Ron Johnson Downplayed the Consequences of Failing to Raise The Debt Limit. Johnson said, “I am a little bit cynical about the scare mongering and putting America’s back up against this Aug. 2 deadline just to get an increase in the American credit card.” [Roll Call, 7/18/11]
Rep. Todd Rokita (R-IN) “I Am Not Worried About Moody’s.” Rokita said, “I am not as worried about Moody’s or anyone else as this economy gets worse.” [ABC NEWS Topline, 7/18/11]
Rep. Todd Rokita Doesn’t Believe the US Will Default if We Don’t Raise the Debt Ceiling.
QUESTION: Is August 2nd an important date in your mind?
Rep. Rokita: Of course. But I don’t take the premise that we’re going to default on our obligations. [ABC NEWS Topline, 7/18/11]
THEY SHOULD REALIZE THE DIRE CONSEQUENCES OF A DEFAULT:
Default Could Cost Raise Interest and Mortgage Rates And Cost Economy 800,000 Jobs Every Year. “A serious and extended debt ceiling breach could lead big U.S. bond investors such as China to demand higher interest rates, which would in turn mean higher borrowing rates for businesses and consumers. That would inevitably lead to slower economic growth, fewer jobs, higher mortgage rates and perhaps a prolonged double-dip recession — or even a depression. The long-term damage of even a slight increase in interest rates could be enormous. It could cause a 1 percent increase in interest rates that economists said could shave nearly 1 percent off economic growth and cost 800,000 jobs every year.” [Politico, 7/18/11]
Warren Buffett Called Risking Default Playing With Fire. “On the other hand, you’re playing with fire when you don’t need to play with fire. We don’t need to tell the rest of the world that anytime people in Congress start throwing a tantrum that we’re not going to pay our bills.” [CNBC, 7/7/11]
Former GOP Senators Howard Baker and Nancy Kassenbaum: We Need To Avoid Another Economic “Earthquake” From Default. “The prospect of default on the sovereign credit of the United States of America is so frightening, so significant, so sinister and so far-reaching in its impact that we can’t fail to deal with this issue. … the question is not really the debt limit but, rather, the fundamental commitment to honor our obligations. It’s about recognizing that the last thing a tenuous and fragile recovery needs is another earthquake, a wave of fear in the private sector that further inhibits job creation.” [Washington Post, 7/17/11]
Fed Chairman Bernanke: Default “Would Throw The Financial System Potentially Into Chaos.” ”Federal Reserve Chairman Ben Bernanke certainly drew a dire picture in testimony before the Senate Banking Committee on Thursday. He said a default would be a ‘calamitous outcome’ and ‘create a severe financial shock.’ The global financial system relies on Treasuries, backed by the world’s largest economy and long considered one of the world’s safest bets. ‘A default on those securities would throw the financial system potentially into chaos,’ Bernanke said.” [AP, 7/17/11]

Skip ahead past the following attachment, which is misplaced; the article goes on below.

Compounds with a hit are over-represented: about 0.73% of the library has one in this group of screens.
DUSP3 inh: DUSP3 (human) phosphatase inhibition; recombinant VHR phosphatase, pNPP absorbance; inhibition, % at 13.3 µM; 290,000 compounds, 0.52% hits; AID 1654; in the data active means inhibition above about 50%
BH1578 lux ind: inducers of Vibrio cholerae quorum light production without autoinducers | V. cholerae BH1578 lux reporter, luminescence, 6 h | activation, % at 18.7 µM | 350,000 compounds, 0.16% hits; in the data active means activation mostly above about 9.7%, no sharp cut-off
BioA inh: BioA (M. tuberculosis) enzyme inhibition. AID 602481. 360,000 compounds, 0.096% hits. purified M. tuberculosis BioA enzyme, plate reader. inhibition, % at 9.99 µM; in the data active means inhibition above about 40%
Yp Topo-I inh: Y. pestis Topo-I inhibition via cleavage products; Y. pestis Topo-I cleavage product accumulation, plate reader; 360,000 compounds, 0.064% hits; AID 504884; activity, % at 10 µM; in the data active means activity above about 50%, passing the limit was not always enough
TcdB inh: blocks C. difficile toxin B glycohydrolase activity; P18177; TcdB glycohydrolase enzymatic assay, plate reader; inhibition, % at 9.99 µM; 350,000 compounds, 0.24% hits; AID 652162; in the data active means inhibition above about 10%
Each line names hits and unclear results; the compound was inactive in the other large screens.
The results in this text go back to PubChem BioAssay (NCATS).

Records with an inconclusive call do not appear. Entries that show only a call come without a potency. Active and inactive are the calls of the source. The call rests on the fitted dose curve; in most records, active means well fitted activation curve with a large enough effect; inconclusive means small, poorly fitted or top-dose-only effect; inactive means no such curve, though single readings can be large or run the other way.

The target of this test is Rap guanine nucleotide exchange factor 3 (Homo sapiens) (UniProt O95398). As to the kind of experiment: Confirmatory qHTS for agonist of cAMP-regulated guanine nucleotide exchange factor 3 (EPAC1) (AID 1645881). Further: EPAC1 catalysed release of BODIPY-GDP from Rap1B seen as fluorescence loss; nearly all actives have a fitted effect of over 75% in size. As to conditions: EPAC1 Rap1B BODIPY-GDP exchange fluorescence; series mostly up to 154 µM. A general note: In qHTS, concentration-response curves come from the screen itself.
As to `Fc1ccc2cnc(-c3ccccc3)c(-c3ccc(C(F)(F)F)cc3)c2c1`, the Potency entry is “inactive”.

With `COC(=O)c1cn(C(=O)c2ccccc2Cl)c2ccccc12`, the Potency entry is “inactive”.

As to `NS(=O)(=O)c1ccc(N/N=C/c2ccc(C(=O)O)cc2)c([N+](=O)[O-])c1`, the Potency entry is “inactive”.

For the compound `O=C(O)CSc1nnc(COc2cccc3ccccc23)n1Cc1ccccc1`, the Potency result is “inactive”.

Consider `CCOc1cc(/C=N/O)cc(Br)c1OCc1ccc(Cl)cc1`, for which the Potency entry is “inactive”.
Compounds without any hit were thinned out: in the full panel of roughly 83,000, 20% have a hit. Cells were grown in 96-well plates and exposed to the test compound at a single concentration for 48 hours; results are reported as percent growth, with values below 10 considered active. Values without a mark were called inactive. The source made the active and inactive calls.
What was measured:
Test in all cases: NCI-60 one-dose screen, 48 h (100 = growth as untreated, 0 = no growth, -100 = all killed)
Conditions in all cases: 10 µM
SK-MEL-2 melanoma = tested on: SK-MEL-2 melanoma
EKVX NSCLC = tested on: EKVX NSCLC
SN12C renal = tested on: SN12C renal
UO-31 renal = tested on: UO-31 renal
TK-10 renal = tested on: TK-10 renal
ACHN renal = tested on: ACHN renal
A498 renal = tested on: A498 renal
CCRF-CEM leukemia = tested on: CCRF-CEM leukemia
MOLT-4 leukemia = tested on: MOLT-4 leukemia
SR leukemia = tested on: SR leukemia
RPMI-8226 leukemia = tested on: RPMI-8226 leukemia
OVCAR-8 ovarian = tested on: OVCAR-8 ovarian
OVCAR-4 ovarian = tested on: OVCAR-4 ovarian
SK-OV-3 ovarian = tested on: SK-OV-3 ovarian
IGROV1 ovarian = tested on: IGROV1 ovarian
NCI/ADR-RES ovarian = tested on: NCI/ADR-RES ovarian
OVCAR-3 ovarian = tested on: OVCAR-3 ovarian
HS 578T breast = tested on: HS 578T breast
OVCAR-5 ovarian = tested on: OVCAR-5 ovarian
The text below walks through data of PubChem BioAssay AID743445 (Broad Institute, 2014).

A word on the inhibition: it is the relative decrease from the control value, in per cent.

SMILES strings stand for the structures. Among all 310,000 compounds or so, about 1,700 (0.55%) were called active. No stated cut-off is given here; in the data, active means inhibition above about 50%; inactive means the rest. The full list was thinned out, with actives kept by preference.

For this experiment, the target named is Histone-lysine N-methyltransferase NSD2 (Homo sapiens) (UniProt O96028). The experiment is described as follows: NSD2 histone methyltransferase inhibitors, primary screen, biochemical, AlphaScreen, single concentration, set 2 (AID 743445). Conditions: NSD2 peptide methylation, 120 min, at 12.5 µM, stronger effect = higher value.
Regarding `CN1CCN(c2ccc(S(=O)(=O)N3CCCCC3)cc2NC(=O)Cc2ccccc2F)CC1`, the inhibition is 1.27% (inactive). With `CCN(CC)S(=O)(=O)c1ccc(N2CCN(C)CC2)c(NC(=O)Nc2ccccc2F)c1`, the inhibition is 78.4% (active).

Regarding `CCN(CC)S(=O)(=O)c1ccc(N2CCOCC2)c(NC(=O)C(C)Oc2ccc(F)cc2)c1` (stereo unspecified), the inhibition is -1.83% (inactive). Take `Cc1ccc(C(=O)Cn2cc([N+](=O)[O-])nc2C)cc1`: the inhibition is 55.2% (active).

The Head of the IMF Said Default Would Be “A Real Shock,” “Bad News for the U.S. Economy.” On ABC’s This Week, IMF Head Christine Lagarde Said “It would be a real shock, and it would be bad news for the U.S. economy. So I would hope that there is enough bipartisan intelligence and understanding of the challenge that is ahead of the United States, but also of the rest of the world.” [This Week, 7/10/11]
Moody’s Economist Mark Zandi: Failure To Raise the Debt Ceiling Would Throw The US into a Recession. At a Breakfast, Moody’s Economist Mark Zandi said, ““Even if Congress and the administration reverses themselves days later I think the damage will have been serious and we’ll probably be thrown into a recession.” [The Hill, 6/28/11]
235 Economists Including Six Nobel Laureates: Failure To Raise The Debt Ceiling “Could Push The United States Back Into Recession” ”We, the undersigned economists, urge Congress to raise the federal debt limit immediately and without attaching drastic and potentially dangerous reductions in federal spending. Not doing so promptly could have a substantial negative impact on economic growth at a time when the economy looks a bit shaky. In a worst case, it could push the United States back into recession.” [Economists’ Letter to Congress, 6/29/11]
Former Bush Treasury Official: An “Unprecedented” Failure To Raise The Debt Ceiling Could Push The Economy Back Into A Recession. Former Undersecretary of the Treasury for President George H.W. Bush Jerome Powell, “who spoke to House Republicans on Friday, said that if no deal is reached by the time the Treasury needs to pay interest and principal on its outstanding debt, the government would struggle to pay for much else — a spectacle that is ‘completely unprecedented’ and could spook investors. ‘So we service the debt and then we don’t service 50 percent of our remaining obligations, [such as education, social safety net and other programs] and that 50 percent is what the public sees,’ Powell said. ‘This gigantic cut in government spending is going to be a major negative shock to the economy, and it could push the economy back into recession.’” [Roll Call, 7/18/11]